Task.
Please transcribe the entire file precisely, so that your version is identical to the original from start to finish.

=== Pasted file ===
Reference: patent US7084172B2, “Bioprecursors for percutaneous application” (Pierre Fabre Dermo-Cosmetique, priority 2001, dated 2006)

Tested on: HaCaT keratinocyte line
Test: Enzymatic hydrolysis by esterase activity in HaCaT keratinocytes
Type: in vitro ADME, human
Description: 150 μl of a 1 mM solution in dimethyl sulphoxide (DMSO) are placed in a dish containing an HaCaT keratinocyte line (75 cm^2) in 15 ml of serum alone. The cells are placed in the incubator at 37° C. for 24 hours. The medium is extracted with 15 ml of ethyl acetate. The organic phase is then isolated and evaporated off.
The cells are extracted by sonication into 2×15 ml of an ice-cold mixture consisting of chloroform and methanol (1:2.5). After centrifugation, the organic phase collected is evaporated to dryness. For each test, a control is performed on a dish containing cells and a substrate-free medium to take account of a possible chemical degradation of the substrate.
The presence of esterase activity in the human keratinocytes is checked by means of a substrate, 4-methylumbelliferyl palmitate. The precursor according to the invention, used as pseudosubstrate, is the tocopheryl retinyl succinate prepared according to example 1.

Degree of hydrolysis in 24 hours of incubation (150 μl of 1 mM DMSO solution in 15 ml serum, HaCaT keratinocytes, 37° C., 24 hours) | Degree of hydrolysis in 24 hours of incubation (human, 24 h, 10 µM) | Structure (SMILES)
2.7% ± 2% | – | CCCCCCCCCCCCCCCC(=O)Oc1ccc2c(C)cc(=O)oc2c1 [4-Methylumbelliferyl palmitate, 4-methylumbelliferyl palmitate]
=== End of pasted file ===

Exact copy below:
Reference: patent US7084172B2, “Bioprecursors for percutaneous application” (Pierre Fabre Dermo-Cosmetique, priority 2001, dated 2006)

Tested on: HaCaT keratinocyte line
Test: Enzymatic hydrolysis by esterase activity in HaCaT keratinocytes
Type: in vitro ADME, human
Description: 150 μl of a 1 mM solution in dimethyl sulphoxide (DMSO) are placed in a dish containing an HaCaT keratinocyte line (75 cm^2) in 15 ml of serum alone. The cells are placed in the incubator at 37° C. for 24 hours. The medium is extracted with 15 ml of ethyl acetate. The organic phase is then isolated and evaporated off.
The cells are extracted by sonication into 2×15 ml of an ice-cold mixture consisting of chloroform and methanol (1:2.5). After centrifugation, the organic phase collected is evaporated to dryness. For each test, a control is performed on a dish containing cells and a substrate-free medium to take account of a possible chemical degradation of the substrate.
The presence of esterase activity in the human keratinocytes is checked by means of a substrate, 4-methylumbelliferyl palmitate. The precursor according to the invention, used as pseudosubstrate, is the tocopheryl retinyl succinate prepared according to example 1.

Degree of hydrolysis in 24 hours of incubation (150 μl of 1 mM DMSO solution in 15 ml serum, HaCaT keratinocytes, 37° C., 24 hours) | Degree of hydrolysis in 24 hours of incubation (human, 24 h, 10 µM) | Structure (SMILES)
2.7% ± 2% | – | CCCCCCCCCCCCCCCC(=O)Oc1ccc2c(C)cc(=O)oc2c1 [4-Methylumbelliferyl palmitate, 4-methylumbelliferyl palmitate]